Reviews from 7—11 years
5 October 2007Add to My Folder
Tom Becker, author of the Darkside series, reviews a selection of spooky books— not for the faint hearted…
The Black Book of Secrets by F E Higgins (Macmillan, £5.99 HB)
On the run from a brutal tooth surgeon, urchin, Ludlow Fitch, seeks shelter in the small village of Pagus Parvus. Here, he encounters Joe Zabbidou – a mysterious pawnbroker who invites the inhabitants of Pagus Parvus to trade their secrets for money. To Ludlow’s amazement, one by one people come forth to unburden themselves – shameful midnight confessions of theft, murder and bodysnatching, all recorded in ‘The Black Book of Secrets’. However, the ease of mind Joe grants his clients invites a confrontation with Jeremiah Ratchet, the vicious landowner whose malign influence has Pagus Parvus on its knees… This is an enthralling book, cleverly constructed around a thoughtful and original premise. Despite a foundation of historical detail, Joe’s impassive character gives The Black Book of Secrets an other worldly, almost dreamlike, feel.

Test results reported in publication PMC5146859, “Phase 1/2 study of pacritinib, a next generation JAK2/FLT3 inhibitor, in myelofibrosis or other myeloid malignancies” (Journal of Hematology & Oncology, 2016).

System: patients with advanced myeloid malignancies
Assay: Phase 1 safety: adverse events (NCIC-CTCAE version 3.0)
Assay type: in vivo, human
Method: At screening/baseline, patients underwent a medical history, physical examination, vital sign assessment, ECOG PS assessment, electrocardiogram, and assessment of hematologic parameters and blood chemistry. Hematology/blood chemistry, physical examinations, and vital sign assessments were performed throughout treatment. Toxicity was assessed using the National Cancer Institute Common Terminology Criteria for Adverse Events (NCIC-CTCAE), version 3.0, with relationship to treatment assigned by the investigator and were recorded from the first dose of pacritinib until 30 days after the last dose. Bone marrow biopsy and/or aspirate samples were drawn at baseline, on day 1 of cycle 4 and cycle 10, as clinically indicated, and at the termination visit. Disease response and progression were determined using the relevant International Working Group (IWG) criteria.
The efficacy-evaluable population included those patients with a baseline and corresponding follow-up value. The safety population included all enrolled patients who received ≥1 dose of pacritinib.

Something Wickedly Weird: The Wooden Mile by Chris Mould (Hodder, £6.99 HB)
When Stanley Buggles hears of the death of his great-uncle, he is surprised to learn that he has been bequeathed Candlestick Hall, on the small island of Crampton Rock. Yet, no sooner does Stanley make the treacherous journey across the ‘Wooden Mile’, than he realises that all is not well in the little fishing village. All the dogs seem to have three legs, the owner of the sweetshop is strange to say the least, and a mean group of pirates are taking an unhealthy interest in Stanley. And why is everyone afraid to go out at night? A dark sea-shanty of a read, The Wooden Mile is filled with fantastic illustrations.